The most successful way, though, has been holding one- or two-day product management off-sites. These take a lot of planning and it’s a big investment (both in monetary terms and people’s time) but the opportunity to spend an extended period bonding and doing in-depth teamwork (especially when focused around the issues uncovered by things like the retrospectives) is invaluable.
Local Product Management Ambassadors
We’ve fostered a better sense of ownership in our product management culture and community. We created local product management ambassadors where one volunteer product manager at each office is responsible for their local product management community. They coordinate existing sessions like product management lunches, but they’re also encouraged to experiment with new ideas, which may end up working just locally or may scale to other locations. All the ambassadors meet up every fortnight to share experiences and ideas. Every four months someone else gets the chance to become an ambassador. We also introduced an initiative called “PM Trusts”. Small groups of four to six product managers take an aspect of our product management culture they want to improve (eg. some of the themes from the retrospectives) and own it. They spend time digging into the issue to get to the heart of it, then experiment with ways to improve it.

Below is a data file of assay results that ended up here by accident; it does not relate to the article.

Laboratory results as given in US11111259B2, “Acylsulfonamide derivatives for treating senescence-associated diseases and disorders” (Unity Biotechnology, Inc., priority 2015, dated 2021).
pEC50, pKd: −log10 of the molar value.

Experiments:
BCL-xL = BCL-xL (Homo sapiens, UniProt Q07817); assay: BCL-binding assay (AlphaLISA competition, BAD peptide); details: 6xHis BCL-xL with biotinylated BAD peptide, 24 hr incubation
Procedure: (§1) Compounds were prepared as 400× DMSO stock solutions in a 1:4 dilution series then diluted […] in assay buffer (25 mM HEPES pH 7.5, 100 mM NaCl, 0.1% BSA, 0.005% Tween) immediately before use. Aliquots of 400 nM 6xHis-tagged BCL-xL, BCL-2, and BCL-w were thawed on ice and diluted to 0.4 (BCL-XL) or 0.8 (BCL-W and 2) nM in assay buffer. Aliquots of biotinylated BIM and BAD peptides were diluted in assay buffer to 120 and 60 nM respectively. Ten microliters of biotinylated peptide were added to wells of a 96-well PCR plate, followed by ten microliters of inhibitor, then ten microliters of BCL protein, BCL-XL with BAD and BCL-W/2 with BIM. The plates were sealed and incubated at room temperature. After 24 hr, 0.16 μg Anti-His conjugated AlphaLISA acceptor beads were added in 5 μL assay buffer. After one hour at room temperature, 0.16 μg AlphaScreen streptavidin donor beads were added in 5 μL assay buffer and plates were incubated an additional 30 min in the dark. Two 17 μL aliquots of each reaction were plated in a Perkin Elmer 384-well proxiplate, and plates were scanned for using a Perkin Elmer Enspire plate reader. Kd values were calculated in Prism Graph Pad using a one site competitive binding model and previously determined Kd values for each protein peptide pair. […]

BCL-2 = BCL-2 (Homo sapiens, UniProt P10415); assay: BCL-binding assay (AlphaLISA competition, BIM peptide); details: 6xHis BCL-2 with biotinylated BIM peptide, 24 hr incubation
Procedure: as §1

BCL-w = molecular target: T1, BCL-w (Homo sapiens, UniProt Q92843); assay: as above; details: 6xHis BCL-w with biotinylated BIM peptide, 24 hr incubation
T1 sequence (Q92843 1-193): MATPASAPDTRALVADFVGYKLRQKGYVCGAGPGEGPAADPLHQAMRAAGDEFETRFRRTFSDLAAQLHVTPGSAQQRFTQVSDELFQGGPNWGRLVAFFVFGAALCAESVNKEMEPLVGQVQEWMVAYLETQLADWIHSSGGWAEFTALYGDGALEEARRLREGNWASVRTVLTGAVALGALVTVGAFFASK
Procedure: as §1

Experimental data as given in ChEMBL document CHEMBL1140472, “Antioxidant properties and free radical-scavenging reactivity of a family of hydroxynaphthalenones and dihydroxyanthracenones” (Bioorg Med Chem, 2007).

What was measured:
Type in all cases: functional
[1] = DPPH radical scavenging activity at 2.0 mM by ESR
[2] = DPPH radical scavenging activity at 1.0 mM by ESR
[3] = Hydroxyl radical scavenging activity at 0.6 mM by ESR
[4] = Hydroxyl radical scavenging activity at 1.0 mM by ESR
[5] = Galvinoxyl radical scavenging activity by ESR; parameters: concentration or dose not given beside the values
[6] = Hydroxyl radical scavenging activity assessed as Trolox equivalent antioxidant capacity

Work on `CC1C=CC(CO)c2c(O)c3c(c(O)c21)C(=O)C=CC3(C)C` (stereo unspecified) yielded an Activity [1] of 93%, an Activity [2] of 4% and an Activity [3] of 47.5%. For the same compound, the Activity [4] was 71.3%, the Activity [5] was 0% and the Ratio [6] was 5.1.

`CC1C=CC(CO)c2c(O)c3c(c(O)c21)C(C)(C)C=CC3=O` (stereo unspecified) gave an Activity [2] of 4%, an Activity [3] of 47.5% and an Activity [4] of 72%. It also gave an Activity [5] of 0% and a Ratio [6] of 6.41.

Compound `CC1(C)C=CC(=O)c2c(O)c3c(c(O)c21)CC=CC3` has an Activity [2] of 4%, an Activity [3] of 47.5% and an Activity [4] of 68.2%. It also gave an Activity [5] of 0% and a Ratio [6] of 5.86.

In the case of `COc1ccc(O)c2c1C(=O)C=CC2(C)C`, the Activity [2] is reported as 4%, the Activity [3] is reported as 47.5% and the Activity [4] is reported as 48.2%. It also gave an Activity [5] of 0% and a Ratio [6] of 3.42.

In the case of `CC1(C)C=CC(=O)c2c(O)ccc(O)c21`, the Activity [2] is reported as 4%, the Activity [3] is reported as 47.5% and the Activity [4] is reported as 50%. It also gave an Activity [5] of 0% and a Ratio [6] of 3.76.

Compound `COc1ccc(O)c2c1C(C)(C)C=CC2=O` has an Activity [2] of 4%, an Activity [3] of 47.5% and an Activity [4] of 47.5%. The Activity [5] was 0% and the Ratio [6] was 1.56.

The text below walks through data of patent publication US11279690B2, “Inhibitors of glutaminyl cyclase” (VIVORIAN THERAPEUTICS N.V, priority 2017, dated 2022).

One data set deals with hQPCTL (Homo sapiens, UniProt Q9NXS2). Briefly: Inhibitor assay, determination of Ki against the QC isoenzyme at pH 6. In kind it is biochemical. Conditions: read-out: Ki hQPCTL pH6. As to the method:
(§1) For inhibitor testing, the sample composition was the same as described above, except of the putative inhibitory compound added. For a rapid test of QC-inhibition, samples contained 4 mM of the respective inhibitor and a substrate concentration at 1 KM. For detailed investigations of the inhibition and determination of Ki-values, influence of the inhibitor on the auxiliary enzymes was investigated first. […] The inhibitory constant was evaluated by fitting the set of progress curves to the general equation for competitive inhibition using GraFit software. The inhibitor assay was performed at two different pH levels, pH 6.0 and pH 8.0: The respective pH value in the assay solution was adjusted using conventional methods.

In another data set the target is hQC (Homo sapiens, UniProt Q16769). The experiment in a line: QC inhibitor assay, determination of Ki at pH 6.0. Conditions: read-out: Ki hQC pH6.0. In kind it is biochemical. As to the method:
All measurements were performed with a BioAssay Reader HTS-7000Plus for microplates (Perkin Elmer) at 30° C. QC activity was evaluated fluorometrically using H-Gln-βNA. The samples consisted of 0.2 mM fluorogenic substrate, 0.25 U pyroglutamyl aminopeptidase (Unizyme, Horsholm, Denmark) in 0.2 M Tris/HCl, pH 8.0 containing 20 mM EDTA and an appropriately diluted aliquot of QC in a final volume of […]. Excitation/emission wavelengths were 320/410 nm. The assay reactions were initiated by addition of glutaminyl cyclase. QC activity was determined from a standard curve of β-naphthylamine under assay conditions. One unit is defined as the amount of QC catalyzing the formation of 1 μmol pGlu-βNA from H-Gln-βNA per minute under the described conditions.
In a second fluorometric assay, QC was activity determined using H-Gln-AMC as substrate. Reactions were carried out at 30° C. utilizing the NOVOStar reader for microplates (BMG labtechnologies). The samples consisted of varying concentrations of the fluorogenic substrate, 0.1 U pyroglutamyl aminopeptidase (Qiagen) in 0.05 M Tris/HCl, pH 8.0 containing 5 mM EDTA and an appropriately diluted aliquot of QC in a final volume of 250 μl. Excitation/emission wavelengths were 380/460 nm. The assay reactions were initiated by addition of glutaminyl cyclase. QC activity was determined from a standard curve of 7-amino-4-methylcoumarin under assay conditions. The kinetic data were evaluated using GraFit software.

Onboarding new Product Managers
We wanted to take an important aspect of our culture and make it a stellar experience: new colleagues. Every new product manager gets a personalised on-boarding guide and product-manager buddy (in the same office). The buddy makes sure the new colleague is introduced to the relevant people (tribe and squad leads, designer, marketing manager, and so on) and is added to all the product management Slack channels, distribution lists, meetings, and socials. They also hold weekly informal catch-ups for the first couple of months, to make sure everything is going smoothly and so that the new colleague has a contact for any questions they have.
The guide contains useful links to give the new colleague a head start (a personal goal brief, company strategy, how we think about product management, some of the tools they’ll be using). After a couple of weeks they’re invited to introduce themselves to the team at our weekly all-hands via a Pecha Kucha (20 slides, 20 seconds per slide, about anything that relates to you, be it where you’ve worked before or your love of throwing yourself out of planes while drinking cocktails). It’s a fun, easy way to say ‘hi’, and for everyone else to get to know you a bit better.
There are always ways we can improve our culture and community. Like doing product management, we are continuously learning, iterating, and having fun in the process. Hopefully this has given you some ideas to try out in your own company. What things have improved product management culture at your work? Let me know in the comments section below!